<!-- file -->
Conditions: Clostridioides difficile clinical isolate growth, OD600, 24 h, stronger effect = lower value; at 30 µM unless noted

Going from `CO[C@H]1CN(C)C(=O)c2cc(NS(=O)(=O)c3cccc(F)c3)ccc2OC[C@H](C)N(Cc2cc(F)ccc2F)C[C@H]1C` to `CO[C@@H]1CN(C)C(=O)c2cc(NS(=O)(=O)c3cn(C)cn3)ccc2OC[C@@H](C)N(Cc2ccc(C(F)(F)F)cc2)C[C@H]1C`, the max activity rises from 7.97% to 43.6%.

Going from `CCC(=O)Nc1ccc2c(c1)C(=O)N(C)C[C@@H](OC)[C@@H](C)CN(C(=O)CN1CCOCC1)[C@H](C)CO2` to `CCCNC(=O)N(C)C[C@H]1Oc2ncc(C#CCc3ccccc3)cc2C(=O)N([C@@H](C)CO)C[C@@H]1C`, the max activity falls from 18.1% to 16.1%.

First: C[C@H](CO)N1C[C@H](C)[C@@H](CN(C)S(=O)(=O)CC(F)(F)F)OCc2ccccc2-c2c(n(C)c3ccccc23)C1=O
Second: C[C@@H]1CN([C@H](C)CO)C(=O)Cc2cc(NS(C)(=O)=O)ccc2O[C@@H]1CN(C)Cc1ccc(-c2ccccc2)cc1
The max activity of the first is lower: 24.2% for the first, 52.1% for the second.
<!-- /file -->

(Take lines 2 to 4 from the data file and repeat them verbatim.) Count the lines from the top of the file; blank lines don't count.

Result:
Going from `CO[C@H]1CN(C)C(=O)c2cc(NS(=O)(=O)c3cccc(F)c3)ccc2OC[C@H](C)N(Cc2cc(F)ccc2F)C[C@H]1C` to `CO[C@@H]1CN(C)C(=O)c2cc(NS(=O)(=O)c3cn(C)cn3)ccc2OC[C@@H](C)N(Cc2ccc(C(F)(F)F)cc2)C[C@H]1C`, the max activity rises from 7.97% to 43.6%.

Going from `CCC(=O)Nc1ccc2c(c1)C(=O)N(C)C[C@@H](OC)[C@@H](C)CN(C(=O)CN1CCOCC1)[C@H](C)CO2` to `CCCNC(=O)N(C)C[C@H]1Oc2ncc(C#CCc3ccccc3)cc2C(=O)N([C@@H](C)CO)C[C@@H]1C`, the max activity falls from 18.1% to 16.1%.

First: C[C@H](CO)N1C[C@H](C)[C@@H](CN(C)S(=O)(=O)CC(F)(F)F)OCc2ccccc2-c2c(n(C)c3ccccc23)C1=O